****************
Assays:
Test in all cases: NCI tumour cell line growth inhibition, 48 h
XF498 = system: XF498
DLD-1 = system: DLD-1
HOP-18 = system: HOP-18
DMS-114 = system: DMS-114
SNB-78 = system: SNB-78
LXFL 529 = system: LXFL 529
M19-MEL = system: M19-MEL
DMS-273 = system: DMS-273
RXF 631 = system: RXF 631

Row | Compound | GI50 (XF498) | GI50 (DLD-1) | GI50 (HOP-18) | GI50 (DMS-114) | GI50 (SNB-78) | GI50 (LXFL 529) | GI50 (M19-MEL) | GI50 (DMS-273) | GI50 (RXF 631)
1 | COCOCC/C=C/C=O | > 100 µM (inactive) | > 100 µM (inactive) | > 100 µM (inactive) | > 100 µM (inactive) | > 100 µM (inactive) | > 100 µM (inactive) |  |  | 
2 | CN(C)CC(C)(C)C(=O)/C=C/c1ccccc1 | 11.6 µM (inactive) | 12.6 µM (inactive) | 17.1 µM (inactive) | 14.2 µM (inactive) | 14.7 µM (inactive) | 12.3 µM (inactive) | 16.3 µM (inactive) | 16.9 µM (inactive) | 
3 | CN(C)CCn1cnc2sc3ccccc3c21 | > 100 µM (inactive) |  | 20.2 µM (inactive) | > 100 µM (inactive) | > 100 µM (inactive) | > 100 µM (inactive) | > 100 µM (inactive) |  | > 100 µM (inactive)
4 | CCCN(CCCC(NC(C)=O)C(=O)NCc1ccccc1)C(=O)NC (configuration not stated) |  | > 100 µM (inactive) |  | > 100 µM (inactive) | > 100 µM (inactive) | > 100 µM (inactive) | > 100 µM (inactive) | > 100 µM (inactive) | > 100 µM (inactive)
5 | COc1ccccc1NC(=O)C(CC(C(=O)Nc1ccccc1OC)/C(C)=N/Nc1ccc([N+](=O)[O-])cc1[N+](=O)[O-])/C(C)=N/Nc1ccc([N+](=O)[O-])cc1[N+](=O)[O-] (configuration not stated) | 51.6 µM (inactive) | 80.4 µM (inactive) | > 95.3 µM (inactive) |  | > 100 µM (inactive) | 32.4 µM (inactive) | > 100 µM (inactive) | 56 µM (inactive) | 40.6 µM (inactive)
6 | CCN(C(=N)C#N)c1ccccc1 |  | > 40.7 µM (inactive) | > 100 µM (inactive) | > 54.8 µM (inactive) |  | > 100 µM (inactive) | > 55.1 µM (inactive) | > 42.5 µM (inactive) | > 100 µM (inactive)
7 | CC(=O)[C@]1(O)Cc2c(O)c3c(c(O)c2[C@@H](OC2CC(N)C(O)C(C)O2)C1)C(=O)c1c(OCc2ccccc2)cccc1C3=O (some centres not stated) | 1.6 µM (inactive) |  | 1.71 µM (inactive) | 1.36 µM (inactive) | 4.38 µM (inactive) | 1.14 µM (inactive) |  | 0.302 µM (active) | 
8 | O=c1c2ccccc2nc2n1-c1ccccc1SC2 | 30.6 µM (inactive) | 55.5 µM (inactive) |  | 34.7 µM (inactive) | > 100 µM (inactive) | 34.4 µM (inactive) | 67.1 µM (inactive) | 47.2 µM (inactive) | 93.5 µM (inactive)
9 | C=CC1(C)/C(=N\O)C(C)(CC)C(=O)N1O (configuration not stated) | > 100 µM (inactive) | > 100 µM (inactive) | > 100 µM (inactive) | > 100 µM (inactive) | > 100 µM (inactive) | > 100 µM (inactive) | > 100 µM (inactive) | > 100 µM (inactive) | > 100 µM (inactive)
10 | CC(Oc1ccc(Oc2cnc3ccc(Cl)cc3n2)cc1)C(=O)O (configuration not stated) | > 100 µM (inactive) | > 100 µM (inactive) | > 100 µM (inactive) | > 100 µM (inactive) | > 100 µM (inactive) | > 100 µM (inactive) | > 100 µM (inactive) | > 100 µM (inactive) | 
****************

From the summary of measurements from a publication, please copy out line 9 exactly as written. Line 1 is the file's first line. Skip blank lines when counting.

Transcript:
M19-MEL = system: M19-MEL